More than 7000 Muslims marched through Paris on Saturday in protest against French newspapers that published cartoons of Prophet Muhammad.
Marchers chanted prayers in Arabic, including "God is great!" One banner read: "When you attack religion, it's us you are attacking." Others said "No to Islamophobia" and "French Muslims have the right to be respected".
Five French newspapers have reprinted caricatures of the prophet that first appeared in Denmark: dailies France Soir, Liberation, Le Figaro and Le Parisien, as well as satirical weekly Charlie-Hebdo.
At a similar protest in the eastern city of Strasbourg, Muslims stamped on Danish flags and dragged them on the ground, chanting "Stop insulting us". The rally, organised by Mohamed Latreche, leader of the small, radical Party of Muslims of France, drew about 1000 people, fewer than expected.
France has a Muslim population of around five million - the largest in western Europe.
In London, up to 4000 demonstrators converged on Trafalgar Square on Saturday, joining Ken Livingstone, the mayor, in a protest against the publication of the cartoons.
Protests against the cartoons
have swept the Muslim world
In marked contrast to angry demonstrations outside the Danish embassy in the British capital last week, the protest was good-natured and there was no sign of the extreme anti-Western placards brandished at the embassy protest.
About 2500 Muslims marched peacefully through the German city of Dusseldorf, past the Danish consulate, and in Berlin about 1200 gathered outside the Danish embassy.
Some 200 Muslims shouting "God is great" staged a demonstration in Melilla, Spain, on Saturday against publication of the caricatures, the first such protests in the country.
Melilla is a city of 65,000 on Morocco's northern coast and claimed by the Rabat government. The population is 40% Muslim.
A similar rally that drew about 50 people was held in the Basque city of Bilbao.
About 1000 Swiss Muslims protested on Saturday against the publication of the caricatures with banners and speeches on the main square of the capital, Bern.
The protesters gathered peacefully and recited parts of the Quran in Arabic, police said. Many police officers monitored the rally but there was no violence.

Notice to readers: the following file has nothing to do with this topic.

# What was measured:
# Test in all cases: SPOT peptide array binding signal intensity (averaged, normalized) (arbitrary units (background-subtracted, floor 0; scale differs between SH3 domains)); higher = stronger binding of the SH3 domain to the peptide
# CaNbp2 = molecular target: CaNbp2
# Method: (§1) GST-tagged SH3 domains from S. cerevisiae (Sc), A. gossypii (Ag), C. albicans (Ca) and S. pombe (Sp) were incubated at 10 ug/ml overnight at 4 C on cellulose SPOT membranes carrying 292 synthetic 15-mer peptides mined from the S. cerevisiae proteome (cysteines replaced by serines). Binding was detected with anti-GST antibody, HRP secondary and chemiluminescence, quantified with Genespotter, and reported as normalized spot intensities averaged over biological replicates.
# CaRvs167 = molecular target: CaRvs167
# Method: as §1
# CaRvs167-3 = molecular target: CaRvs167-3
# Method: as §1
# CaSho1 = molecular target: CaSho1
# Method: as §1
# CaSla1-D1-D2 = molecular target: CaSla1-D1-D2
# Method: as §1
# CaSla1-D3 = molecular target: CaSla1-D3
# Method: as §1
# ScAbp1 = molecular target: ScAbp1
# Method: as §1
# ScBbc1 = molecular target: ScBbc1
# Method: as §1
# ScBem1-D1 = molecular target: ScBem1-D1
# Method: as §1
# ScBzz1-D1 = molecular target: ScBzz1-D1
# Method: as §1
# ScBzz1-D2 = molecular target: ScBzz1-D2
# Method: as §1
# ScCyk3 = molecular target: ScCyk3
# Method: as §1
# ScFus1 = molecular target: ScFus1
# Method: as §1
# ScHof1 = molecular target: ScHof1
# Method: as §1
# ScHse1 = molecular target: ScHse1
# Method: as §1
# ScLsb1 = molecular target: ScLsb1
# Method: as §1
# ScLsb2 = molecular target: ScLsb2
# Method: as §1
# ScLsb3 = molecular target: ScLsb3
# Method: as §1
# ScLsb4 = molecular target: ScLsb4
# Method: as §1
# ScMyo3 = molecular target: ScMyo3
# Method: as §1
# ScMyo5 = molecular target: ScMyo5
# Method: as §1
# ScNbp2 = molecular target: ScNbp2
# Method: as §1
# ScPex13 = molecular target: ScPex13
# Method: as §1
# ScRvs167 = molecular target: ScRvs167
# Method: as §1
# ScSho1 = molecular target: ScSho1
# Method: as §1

Nicolas Blancho, one of the organisers, said: "We want to express that it shouldn't carry on like this." He said the publication of the cartoons had offended Muslims worldwide.
Activists of Pakistan's religious
parties held a rally on Saturday
Canadians also took to the streets in Montreal on Saturday to protest against the cartoons, the country's first such demonstration.
Imam Said Jaziri said demonstrators had originally planned to march to the Danish embassy but decided against that destination to avoid any untoward incidents.
About 500 people gathered in the capital of Quebec province, some carrying banners reading "No to insulting our prophets Mohammed, Jesus, Moses" and "No to violence" in Arabic, English and French.
About 200 Muslims rallied on Saturday outside the offices of The Philadelphia Inquirer in Philadelphia, US, to express their anger over the newspaper's decision to reprint a cartoon that many feel insults Islam.
While acknowledging the paper had a legal right to publish the image of Prophet Muhammad, protesters said that was a poor excuse for denigrating their religion.
Mahmood Siddique, 50, said: "It was done knowing that it was against the wishes of the Muslim people. It was done in bad taste in the name of freedom of speech."
Amanda Bennett, editor of the Inquirer, attended the peaceful rally. She walked through the crowd talking to protesters, in some cases defending the paper's decision.
"We want to express that it shouldn't carry on like this"
Switzerland rally organiser
Also on Saturday, Pakistan's ruling party and Islamic groups issued a joint call to hold a nationwide strike on 3 March to condemn the cartoons' publications.